Retention of the radiotracers 64Cu-ATSM and 64Cu-PTSM in human and murine tumors is influenced by MDR1 protein expression

Jun Liu, Asghar Hajibeigi, Gang Ren, Mai Lin, Wasana Siyambalapitiyage, Zhisu Liu, Evan Simpson, Robert W. Parkey, Xiankai Sun, Orhan K. Öz

Research output: Contribution to journalArticle

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Abstract

Tumor hypoxia is often associated with resistance to chemotherapy. Multidrug resistance type 1 (MDR1) protein is a member of the adenosine triphosphate binding cassette (ABC) proteins, some of which are involved in the multidrug resistance (MDR) phenotype in tumors. Many studies have focused on the role of these proteins in modulating drug resistance, but their effect on retention of imaging agents is less well studied. To study the role of MDR1 expression on the accumulation of 64Cu-diacetyl-bis(N4- methylthiosemicarbazone) (64Cu-ATSM) and 64Cu- pyruvaldehyde-bis(N4-methylthiosemicarbazone) (64Cu-PTSM) in human tumors in vitro and in vivo, we used a model system composed of a low MDR1-expressing parent uterine sarcoma cell line and a daughter cell line selected for overexpression of MDR1. Aromatase knockout (ArKO) mice that spontaneously developed liver tumors were used as an additional in vivo model to study the effect of MDR expression on 64Cu-ATSM and -PTSM retention. Methods: Biodistribution experiments after injection of 64Cu-ATSM or -PTSM were performed in wild-type mice, ArKO mice, and ArKO mice bearing liver tumors (n = 3-5/group), and in nude mice bearing human tumor xenografts for in vivo PET/CT. Liver expression of Abcb1a and Abcb1b, the MDR1 proteins inmouse liver, was determined by real-time polymerase chain reaction. 64Cu-ATSM and -PTSM accumulation and efflux studies were conducted in tumor cell lines. The uptake experiments were repeated after knockdown of MDR1 protein expression using MDR1-specific small interfering RNAs. Results: In vivo, the hepatic tumors had a lower percentage injected dose per gram of 64Cu-ATSM or -PTSM and more highly expressed Abcb1b than did wild-type liver or nontumor-bearing ArKO liver. High MDR1-expressing tumors showed lower tracer activity on PET/CT images. In vitro, cells highly expressing MDR1 had significantly decreased 64Cu-ATSM and -PTSM retention and enhanced efflux. Knockdown of MDR1 expression significantly enhanced the 64Cu-ATSM and -PTSM retention and decreased the efflux in MDR1-positive cells. Conclusion: The expression of MDR1 glycoprotein (or its equivalents in mice) affects the retention of 64Cu-ATSM and -PTSM in the human and murine tumors tested. These results may have implications for clinical hypoxia imaging in tumors and the therapeutic efficacy of 64Cu-ATSM.

Original languageEnglish (US)
Pages (from-to)1332-1339
Number of pages8
JournalJournal of Nuclear Medicine
Volume50
Issue number8
DOIs
StatePublished - Aug 1 2009

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Pyruvaldehyde
Multiple Drug Resistance
P-Glycoprotein
Aromatase
Neoplasms
Liver
Knockout Mice
Diacetyl
Cell Line
Tumor Cell Line
Drug Resistance
Heterografts
Nude Mice
Sarcoma
Small Interfering RNA
Real-Time Polymerase Chain Reaction
Glycoproteins
Carrier Proteins
Adenosine Triphosphate

Keywords

  • Copper-diacetyl-bis(N4- methylthiosemicarbazone)
  • Copper-pyruvaldehyde-bis(N4-methylthiosemicarbazone)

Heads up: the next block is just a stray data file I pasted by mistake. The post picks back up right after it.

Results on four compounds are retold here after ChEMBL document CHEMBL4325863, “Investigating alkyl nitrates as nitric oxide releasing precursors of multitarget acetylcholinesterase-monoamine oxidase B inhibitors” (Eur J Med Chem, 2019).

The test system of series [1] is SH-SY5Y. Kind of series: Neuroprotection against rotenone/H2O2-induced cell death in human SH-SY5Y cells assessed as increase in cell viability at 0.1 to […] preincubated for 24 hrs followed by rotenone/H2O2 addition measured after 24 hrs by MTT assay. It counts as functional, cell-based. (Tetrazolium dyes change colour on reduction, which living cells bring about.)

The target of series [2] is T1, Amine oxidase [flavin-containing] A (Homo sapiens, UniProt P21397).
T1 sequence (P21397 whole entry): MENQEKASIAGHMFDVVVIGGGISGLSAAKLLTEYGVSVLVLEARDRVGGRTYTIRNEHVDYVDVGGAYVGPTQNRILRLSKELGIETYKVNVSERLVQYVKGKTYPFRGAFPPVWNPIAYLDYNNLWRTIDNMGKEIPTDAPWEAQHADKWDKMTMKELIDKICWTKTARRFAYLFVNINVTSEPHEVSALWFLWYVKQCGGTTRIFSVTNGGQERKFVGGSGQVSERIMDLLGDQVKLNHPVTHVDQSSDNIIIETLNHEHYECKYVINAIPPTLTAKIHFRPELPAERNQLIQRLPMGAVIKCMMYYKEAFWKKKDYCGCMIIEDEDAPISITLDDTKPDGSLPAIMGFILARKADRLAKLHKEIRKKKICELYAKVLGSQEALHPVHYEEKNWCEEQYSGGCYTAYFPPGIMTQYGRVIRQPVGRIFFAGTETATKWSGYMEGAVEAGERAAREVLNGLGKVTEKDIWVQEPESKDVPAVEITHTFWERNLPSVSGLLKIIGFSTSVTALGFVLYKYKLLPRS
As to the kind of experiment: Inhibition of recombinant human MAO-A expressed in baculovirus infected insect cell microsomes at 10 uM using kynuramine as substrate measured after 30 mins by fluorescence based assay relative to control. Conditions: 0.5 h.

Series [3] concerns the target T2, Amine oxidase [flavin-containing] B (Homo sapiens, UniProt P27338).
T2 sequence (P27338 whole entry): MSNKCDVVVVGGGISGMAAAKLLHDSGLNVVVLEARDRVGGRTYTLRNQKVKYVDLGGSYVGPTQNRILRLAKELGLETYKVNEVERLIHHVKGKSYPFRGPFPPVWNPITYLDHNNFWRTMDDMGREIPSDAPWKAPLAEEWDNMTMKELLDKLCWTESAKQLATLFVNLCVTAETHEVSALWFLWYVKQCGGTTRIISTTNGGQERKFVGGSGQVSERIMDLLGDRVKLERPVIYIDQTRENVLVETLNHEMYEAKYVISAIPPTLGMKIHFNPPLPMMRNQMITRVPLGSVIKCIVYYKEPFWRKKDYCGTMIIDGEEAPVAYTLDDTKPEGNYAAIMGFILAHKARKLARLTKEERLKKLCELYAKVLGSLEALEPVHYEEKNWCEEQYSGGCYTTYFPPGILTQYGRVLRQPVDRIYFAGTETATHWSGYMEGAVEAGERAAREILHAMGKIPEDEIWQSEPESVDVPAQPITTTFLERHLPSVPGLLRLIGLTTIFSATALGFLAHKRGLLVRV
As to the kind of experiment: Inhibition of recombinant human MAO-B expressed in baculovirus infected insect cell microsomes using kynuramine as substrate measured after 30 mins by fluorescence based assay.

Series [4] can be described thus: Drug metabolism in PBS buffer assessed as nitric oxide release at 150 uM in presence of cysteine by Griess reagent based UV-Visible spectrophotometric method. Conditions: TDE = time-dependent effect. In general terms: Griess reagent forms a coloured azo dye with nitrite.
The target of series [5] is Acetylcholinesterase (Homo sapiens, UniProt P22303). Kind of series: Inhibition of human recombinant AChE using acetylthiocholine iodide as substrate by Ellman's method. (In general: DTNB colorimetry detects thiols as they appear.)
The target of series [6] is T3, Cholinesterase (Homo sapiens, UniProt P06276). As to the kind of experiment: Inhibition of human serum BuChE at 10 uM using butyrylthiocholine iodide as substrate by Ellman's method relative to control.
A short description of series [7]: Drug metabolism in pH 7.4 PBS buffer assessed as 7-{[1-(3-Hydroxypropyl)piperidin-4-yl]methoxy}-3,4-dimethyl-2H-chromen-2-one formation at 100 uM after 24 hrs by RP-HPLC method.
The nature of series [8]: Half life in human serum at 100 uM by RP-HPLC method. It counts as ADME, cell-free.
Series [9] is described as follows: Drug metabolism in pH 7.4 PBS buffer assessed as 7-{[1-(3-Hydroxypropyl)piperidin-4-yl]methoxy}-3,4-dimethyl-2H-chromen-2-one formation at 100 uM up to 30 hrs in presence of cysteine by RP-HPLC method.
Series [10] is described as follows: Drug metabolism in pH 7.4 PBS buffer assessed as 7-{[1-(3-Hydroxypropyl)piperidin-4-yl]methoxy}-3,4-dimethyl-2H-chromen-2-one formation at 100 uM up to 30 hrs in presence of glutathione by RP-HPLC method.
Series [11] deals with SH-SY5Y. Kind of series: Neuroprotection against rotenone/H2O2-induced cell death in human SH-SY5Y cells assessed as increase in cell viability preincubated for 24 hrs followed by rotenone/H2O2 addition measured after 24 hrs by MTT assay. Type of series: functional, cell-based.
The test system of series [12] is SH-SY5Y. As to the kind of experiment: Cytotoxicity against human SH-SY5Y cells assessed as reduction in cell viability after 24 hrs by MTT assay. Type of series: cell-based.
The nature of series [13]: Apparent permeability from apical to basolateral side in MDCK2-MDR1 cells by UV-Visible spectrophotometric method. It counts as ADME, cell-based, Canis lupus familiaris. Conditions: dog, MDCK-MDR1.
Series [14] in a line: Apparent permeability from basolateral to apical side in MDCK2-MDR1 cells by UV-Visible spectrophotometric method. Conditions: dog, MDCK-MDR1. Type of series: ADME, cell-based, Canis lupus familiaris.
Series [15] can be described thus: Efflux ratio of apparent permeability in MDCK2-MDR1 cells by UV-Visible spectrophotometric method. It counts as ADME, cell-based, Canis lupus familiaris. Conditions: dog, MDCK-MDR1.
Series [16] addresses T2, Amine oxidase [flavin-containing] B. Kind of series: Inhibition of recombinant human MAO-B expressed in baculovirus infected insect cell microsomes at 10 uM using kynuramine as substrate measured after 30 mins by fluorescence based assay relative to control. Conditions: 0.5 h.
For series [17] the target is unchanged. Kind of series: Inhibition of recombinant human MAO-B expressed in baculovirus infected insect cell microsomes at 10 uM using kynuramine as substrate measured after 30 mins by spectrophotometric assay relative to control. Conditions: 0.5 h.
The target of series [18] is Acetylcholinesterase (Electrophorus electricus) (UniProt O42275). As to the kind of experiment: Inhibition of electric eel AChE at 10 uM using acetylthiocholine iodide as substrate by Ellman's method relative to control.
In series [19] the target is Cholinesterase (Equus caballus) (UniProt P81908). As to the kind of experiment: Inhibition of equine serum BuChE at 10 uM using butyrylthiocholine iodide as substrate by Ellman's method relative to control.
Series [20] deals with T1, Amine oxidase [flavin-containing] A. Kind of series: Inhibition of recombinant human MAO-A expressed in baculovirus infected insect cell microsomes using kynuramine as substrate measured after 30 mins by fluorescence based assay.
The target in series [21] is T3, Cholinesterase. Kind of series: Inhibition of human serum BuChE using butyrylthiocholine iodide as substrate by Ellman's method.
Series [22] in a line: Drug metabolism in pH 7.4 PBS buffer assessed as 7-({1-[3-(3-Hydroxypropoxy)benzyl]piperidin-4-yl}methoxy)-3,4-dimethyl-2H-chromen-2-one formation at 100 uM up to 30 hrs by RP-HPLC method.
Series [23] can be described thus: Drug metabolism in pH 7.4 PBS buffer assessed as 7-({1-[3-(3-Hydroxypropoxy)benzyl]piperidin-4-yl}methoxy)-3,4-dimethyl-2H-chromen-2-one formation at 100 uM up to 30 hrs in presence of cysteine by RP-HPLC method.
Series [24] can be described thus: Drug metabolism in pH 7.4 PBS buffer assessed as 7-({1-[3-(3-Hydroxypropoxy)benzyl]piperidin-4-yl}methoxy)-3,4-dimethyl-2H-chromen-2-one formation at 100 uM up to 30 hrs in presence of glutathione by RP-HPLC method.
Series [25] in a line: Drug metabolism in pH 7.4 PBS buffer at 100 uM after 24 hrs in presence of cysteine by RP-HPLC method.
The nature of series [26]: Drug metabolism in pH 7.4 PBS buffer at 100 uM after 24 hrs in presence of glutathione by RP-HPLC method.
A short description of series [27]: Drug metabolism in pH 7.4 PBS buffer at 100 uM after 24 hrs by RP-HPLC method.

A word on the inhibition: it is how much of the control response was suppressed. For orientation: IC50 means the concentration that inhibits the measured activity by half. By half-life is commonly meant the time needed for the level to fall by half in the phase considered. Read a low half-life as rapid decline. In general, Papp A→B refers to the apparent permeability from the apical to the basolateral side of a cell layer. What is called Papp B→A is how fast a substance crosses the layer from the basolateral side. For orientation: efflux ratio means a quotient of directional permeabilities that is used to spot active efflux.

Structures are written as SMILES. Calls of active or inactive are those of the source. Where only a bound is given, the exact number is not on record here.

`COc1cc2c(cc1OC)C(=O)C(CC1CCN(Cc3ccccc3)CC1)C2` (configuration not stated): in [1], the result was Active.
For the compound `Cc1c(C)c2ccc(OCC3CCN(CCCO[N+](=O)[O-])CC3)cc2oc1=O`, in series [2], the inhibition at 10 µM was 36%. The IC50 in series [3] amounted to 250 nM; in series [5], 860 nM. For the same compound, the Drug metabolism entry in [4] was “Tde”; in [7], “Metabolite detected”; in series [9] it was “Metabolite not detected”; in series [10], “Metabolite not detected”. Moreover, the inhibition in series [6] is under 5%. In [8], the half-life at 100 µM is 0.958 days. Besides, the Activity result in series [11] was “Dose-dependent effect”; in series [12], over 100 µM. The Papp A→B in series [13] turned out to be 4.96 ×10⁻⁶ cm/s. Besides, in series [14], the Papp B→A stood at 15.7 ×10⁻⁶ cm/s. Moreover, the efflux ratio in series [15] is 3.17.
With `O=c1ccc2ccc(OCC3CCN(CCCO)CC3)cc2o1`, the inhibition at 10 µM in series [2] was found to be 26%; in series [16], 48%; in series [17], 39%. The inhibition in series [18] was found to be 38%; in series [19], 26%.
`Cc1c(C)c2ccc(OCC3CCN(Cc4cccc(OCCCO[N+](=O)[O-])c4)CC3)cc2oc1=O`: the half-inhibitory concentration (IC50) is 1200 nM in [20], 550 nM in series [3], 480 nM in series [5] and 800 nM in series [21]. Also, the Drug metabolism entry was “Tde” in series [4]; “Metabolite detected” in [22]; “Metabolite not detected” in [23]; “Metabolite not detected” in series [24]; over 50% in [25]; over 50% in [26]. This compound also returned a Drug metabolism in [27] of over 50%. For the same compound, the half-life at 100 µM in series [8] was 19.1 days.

• Hypoxia imaging
  • MDR1
  • P-glycoprotein (Pgp)

ASJC Scopus subject areas

  • Radiology Nuclear Medicine and imaging

Cite this

Retention of the radiotracers 64Cu-ATSM and 64Cu-PTSM in human and murine tumors is influenced by MDR1 protein expression. / Liu, Jun; Hajibeigi, Asghar; Ren, Gang; Lin, Mai; Siyambalapitiyage, Wasana; Liu, Zhisu; Simpson, Evan; Parkey, Robert W.; Sun, Xiankai; Öz, Orhan K.

In: Journal of Nuclear Medicine, Vol. 50, No. 8, 01.08.2009, p. 1332-1339.

Research output: Contribution to journalArticle

Liu, Jun ; Hajibeigi, Asghar ; Ren, Gang ; Lin, Mai ; Siyambalapitiyage, Wasana ; Liu, Zhisu ; Simpson, Evan ; Parkey, Robert W. ; Sun, Xiankai ; Öz, Orhan K. / Retention of the radiotracers 64Cu-ATSM and 64Cu-PTSM in human and murine tumors is influenced by MDR1 protein expression. In: Journal of Nuclear Medicine. 2009 ; Vol. 50, No. 8. pp. 1332-1339.
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abstract = "Tumor hypoxia is often associated with resistance to chemotherapy. Multidrug resistance type 1 (MDR1) protein is a member of the adenosine triphosphate binding cassette (ABC) proteins, some of which are involved in the multidrug resistance (MDR) phenotype in tumors. Many studies have focused on the role of these proteins in modulating drug resistance, but their effect on retention of imaging agents is less well studied. To study the role of MDR1 expression on the accumulation of 64Cu-diacetyl-bis(N4- methylthiosemicarbazone) (64Cu-ATSM) and 64Cu- pyruvaldehyde-bis(N4-methylthiosemicarbazone) (64Cu-PTSM) in human tumors in vitro and in vivo, we used a model system composed of a low MDR1-expressing parent uterine sarcoma cell line and a daughter cell line selected for overexpression of MDR1. Aromatase knockout (ArKO) mice that spontaneously developed liver tumors were used as an additional in vivo model to study the effect of MDR expression on 64Cu-ATSM and -PTSM retention. Methods: Biodistribution experiments after injection of 64Cu-ATSM or -PTSM were performed in wild-type mice, ArKO mice, and ArKO mice bearing liver tumors (n = 3-5/group), and in nude mice bearing human tumor xenografts for in vivo PET/CT. Liver expression of Abcb1a and Abcb1b, the MDR1 proteins inmouse liver, was determined by real-time polymerase chain reaction. 64Cu-ATSM and -PTSM accumulation and efflux studies were conducted in tumor cell lines. The uptake experiments were repeated after knockdown of MDR1 protein expression using MDR1-specific small interfering RNAs. Results: In vivo, the hepatic tumors had a lower percentage injected dose per gram of 64Cu-ATSM or -PTSM and more highly expressed Abcb1b than did wild-type liver or nontumor-bearing ArKO liver. High MDR1-expressing tumors showed lower tracer activity on PET/CT images. In vitro, cells highly expressing MDR1 had significantly decreased 64Cu-ATSM and -PTSM retention and enhanced efflux. Knockdown of MDR1 expression significantly enhanced the 64Cu-ATSM and -PTSM retention and decreased the efflux in MDR1-positive cells. Conclusion: The expression of MDR1 glycoprotein (or its equivalents in mice) affects the retention of 64Cu-ATSM and -PTSM in the human and murine tumors tested. These results may have implications for clinical hypoxia imaging in tumors and the therapeutic efficacy of 64Cu-ATSM.",